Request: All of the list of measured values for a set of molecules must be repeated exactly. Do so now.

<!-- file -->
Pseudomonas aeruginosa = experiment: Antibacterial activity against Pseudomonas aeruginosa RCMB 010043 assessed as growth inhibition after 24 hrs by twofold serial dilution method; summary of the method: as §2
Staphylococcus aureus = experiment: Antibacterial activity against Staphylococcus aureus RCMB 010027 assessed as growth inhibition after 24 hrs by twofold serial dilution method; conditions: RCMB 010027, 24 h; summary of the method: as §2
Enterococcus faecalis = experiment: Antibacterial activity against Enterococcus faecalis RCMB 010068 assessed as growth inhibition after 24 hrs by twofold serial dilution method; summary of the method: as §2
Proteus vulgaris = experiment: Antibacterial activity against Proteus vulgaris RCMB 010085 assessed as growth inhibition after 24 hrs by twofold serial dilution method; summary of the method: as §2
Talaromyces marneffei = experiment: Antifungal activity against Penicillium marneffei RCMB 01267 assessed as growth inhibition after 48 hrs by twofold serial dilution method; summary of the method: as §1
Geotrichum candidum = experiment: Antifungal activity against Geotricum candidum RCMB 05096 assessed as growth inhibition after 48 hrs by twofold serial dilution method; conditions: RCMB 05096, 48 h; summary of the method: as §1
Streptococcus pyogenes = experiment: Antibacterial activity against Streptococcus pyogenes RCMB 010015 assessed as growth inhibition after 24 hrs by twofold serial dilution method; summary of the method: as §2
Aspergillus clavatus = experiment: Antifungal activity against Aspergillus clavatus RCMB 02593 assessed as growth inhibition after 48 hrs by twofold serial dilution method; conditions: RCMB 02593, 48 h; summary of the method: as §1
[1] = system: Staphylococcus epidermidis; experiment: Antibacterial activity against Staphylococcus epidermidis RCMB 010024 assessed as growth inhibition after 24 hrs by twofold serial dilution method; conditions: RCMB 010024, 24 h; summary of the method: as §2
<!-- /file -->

Pseudomonas aeruginosa = experiment: Antibacterial activity against Pseudomonas aeruginosa RCMB 010043 assessed as growth inhibition after 24 hrs by twofold serial dilution method; summary of the method: as §2
Staphylococcus aureus = experiment: Antibacterial activity against Staphylococcus aureus RCMB 010027 assessed as growth inhibition after 24 hrs by twofold serial dilution method; conditions: RCMB 010027, 24 h; summary of the method: as §2
Enterococcus faecalis = experiment: Antibacterial activity against Enterococcus faecalis RCMB 010068 assessed as growth inhibition after 24 hrs by twofold serial dilution method; summary of the method: as §2
Proteus vulgaris = experiment: Antibacterial activity against Proteus vulgaris RCMB 010085 assessed as growth inhibition after 24 hrs by twofold serial dilution method; summary of the method: as §2
Talaromyces marneffei = experiment: Antifungal activity against Penicillium marneffei RCMB 01267 assessed as growth inhibition after 48 hrs by twofold serial dilution method; summary of the method: as §1
Geotrichum candidum = experiment: Antifungal activity against Geotricum candidum RCMB 05096 assessed as growth inhibition after 48 hrs by twofold serial dilution method; conditions: RCMB 05096, 48 h; summary of the method: as §1
Streptococcus pyogenes = experiment: Antibacterial activity against Streptococcus pyogenes RCMB 010015 assessed as growth inhibition after 24 hrs by twofold serial dilution method; summary of the method: as §2
Aspergillus clavatus = experiment: Antifungal activity against Aspergillus clavatus RCMB 02593 assessed as growth inhibition after 48 hrs by twofold serial dilution method; conditions: RCMB 02593, 48 h; summary of the method: as §1
[1] = system: Staphylococcus epidermidis; experiment: Antibacterial activity against Staphylococcus epidermidis RCMB 010024 assessed as growth inhibition after 24 hrs by twofold serial dilution method; conditions: RCMB 010024, 24 h; summary of the method: as §2